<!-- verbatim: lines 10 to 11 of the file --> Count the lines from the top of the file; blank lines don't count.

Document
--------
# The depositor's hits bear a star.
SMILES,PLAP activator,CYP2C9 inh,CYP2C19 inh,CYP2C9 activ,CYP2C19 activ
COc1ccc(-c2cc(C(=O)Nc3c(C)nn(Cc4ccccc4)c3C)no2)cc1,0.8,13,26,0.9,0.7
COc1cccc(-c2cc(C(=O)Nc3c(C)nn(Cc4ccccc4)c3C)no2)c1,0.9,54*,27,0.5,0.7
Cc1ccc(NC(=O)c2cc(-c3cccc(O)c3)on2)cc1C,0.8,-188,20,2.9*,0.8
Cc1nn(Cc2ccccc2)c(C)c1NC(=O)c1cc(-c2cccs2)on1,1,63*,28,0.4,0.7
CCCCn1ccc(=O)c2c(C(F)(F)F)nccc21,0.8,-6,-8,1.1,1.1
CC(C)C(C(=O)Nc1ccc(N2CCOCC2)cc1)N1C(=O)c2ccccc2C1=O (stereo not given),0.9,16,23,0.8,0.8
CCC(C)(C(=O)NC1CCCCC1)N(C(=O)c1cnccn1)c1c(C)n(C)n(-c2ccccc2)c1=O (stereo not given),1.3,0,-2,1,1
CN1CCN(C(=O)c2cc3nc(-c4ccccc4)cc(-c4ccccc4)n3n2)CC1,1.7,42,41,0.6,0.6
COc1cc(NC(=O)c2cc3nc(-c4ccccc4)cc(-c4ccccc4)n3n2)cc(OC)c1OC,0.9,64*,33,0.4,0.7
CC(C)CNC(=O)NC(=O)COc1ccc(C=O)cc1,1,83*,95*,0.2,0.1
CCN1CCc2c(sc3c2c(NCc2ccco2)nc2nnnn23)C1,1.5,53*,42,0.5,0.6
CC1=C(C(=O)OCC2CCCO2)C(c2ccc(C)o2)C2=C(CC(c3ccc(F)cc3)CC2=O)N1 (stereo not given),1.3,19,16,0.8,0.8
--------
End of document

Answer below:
CN1CCN(C(=O)c2cc3nc(-c4ccccc4)cc(-c4ccccc4)n3n2)CC1,1.7,42,41,0.6,0.6
COc1cc(NC(=O)c2cc3nc(-c4ccccc4)cc(-c4ccccc4)n3n2)cc(OC)c1OC,0.9,64*,33,0.4,0.7